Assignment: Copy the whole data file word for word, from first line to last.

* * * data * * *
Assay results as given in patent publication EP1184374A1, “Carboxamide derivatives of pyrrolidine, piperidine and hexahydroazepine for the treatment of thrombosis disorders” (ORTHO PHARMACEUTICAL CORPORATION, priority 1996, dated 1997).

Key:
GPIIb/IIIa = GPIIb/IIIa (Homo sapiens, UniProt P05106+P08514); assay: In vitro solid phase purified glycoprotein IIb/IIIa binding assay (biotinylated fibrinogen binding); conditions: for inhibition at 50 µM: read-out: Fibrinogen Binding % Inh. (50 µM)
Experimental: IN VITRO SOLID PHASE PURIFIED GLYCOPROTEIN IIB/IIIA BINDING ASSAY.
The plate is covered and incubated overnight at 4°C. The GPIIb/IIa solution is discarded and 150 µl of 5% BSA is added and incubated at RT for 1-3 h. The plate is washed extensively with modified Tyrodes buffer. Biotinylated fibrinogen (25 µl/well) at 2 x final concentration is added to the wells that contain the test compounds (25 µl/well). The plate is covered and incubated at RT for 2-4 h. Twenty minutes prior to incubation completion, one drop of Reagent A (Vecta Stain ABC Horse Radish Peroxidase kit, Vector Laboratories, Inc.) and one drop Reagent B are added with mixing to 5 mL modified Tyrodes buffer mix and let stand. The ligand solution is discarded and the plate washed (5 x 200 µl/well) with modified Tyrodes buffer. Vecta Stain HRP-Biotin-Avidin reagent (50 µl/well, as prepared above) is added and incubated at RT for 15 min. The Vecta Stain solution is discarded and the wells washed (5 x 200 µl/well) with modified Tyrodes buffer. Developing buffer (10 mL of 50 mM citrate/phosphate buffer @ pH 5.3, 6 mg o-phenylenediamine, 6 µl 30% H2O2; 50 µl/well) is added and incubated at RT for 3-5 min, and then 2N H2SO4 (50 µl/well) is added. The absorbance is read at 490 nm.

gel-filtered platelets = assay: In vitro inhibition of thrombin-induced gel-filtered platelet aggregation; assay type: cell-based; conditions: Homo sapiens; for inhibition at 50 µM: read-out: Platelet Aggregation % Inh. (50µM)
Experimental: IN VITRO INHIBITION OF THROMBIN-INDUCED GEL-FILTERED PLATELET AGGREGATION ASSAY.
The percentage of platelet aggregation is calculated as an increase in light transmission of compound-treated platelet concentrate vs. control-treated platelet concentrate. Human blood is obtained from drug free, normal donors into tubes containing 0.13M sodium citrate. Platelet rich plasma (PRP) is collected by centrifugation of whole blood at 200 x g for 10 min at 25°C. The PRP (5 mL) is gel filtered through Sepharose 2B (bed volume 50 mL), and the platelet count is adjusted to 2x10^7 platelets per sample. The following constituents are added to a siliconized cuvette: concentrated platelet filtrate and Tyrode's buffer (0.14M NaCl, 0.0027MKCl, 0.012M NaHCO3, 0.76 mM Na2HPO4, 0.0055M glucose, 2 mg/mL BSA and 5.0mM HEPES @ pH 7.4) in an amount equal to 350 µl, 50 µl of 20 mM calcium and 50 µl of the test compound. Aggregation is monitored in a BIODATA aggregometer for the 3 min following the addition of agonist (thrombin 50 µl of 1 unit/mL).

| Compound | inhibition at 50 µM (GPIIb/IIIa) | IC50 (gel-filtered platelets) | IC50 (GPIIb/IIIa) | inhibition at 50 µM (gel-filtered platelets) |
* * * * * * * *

Assay results as given in patent publication EP1184374A1, “Carboxamide derivatives of pyrrolidine, piperidine and hexahydroazepine for the treatment of thrombosis disorders” (ORTHO PHARMACEUTICAL CORPORATION, priority 1996, dated 1997).

Key:
GPIIb/IIIa = GPIIb/IIIa (Homo sapiens, UniProt P05106+P08514); assay: In vitro solid phase purified glycoprotein IIb/IIIa binding assay (biotinylated fibrinogen binding); conditions: for inhibition at 50 µM: read-out: Fibrinogen Binding % Inh. (50 µM)
Experimental: IN VITRO SOLID PHASE PURIFIED GLYCOPROTEIN IIB/IIIA BINDING ASSAY.
The plate is covered and incubated overnight at 4°C. The GPIIb/IIa solution is discarded and 150 µl of 5% BSA is added and incubated at RT for 1-3 h. The plate is washed extensively with modified Tyrodes buffer. Biotinylated fibrinogen (25 µl/well) at 2 x final concentration is added to the wells that contain the test compounds (25 µl/well). The plate is covered and incubated at RT for 2-4 h. Twenty minutes prior to incubation completion, one drop of Reagent A (Vecta Stain ABC Horse Radish Peroxidase kit, Vector Laboratories, Inc.) and one drop Reagent B are added with mixing to 5 mL modified Tyrodes buffer mix and let stand. The ligand solution is discarded and the plate washed (5 x 200 µl/well) with modified Tyrodes buffer. Vecta Stain HRP-Biotin-Avidin reagent (50 µl/well, as prepared above) is added and incubated at RT for 15 min. The Vecta Stain solution is discarded and the wells washed (5 x 200 µl/well) with modified Tyrodes buffer. Developing buffer (10 mL of 50 mM citrate/phosphate buffer @ pH 5.3, 6 mg o-phenylenediamine, 6 µl 30% H2O2; 50 µl/well) is added and incubated at RT for 3-5 min, and then 2N H2SO4 (50 µl/well) is added. The absorbance is read at 490 nm.

gel-filtered platelets = assay: In vitro inhibition of thrombin-induced gel-filtered platelet aggregation; assay type: cell-based; conditions: Homo sapiens; for inhibition at 50 µM: read-out: Platelet Aggregation % Inh. (50µM)
Experimental: IN VITRO INHIBITION OF THROMBIN-INDUCED GEL-FILTERED PLATELET AGGREGATION ASSAY.
The percentage of platelet aggregation is calculated as an increase in light transmission of compound-treated platelet concentrate vs. control-treated platelet concentrate. Human blood is obtained from drug free, normal donors into tubes containing 0.13M sodium citrate. Platelet rich plasma (PRP) is collected by centrifugation of whole blood at 200 x g for 10 min at 25°C. The PRP (5 mL) is gel filtered through Sepharose 2B (bed volume 50 mL), and the platelet count is adjusted to 2x10^7 platelets per sample. The following constituents are added to a siliconized cuvette: concentrated platelet filtrate and Tyrode's buffer (0.14M NaCl, 0.0027MKCl, 0.012M NaHCO3, 0.76 mM Na2HPO4, 0.0055M glucose, 2 mg/mL BSA and 5.0mM HEPES @ pH 7.4) in an amount equal to 350 µl, 50 µl of 20 mM calcium and 50 µl of the test compound. Aggregation is monitored in a BIODATA aggregometer for the 3 min following the addition of agonist (thrombin 50 µl of 1 unit/mL).

| Compound | inhibition at 50 µM (GPIIb/IIIa) | IC50 (gel-filtered platelets) | IC50 (GPIIb/IIIa) | inhibition at 50 µM (gel-filtered platelets) |